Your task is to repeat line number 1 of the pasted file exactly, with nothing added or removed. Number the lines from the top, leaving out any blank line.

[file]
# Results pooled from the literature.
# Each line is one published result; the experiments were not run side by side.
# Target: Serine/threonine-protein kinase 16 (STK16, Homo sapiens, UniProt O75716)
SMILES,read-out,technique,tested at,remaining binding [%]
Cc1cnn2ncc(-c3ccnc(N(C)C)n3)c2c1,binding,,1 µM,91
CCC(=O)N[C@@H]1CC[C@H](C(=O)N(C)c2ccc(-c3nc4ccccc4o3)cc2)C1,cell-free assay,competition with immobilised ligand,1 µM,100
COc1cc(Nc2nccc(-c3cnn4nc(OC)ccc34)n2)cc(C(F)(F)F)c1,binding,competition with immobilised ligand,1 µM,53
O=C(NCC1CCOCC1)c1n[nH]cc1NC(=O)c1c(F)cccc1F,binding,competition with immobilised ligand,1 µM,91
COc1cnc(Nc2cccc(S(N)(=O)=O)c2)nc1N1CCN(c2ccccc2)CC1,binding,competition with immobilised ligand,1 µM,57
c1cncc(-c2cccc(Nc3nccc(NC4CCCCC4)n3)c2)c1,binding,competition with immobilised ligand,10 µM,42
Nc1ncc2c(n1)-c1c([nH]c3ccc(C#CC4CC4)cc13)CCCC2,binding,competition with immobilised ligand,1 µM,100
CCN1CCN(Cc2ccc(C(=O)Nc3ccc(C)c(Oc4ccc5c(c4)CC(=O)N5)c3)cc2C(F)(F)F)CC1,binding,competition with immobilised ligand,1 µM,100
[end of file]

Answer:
# Results pooled from the literature.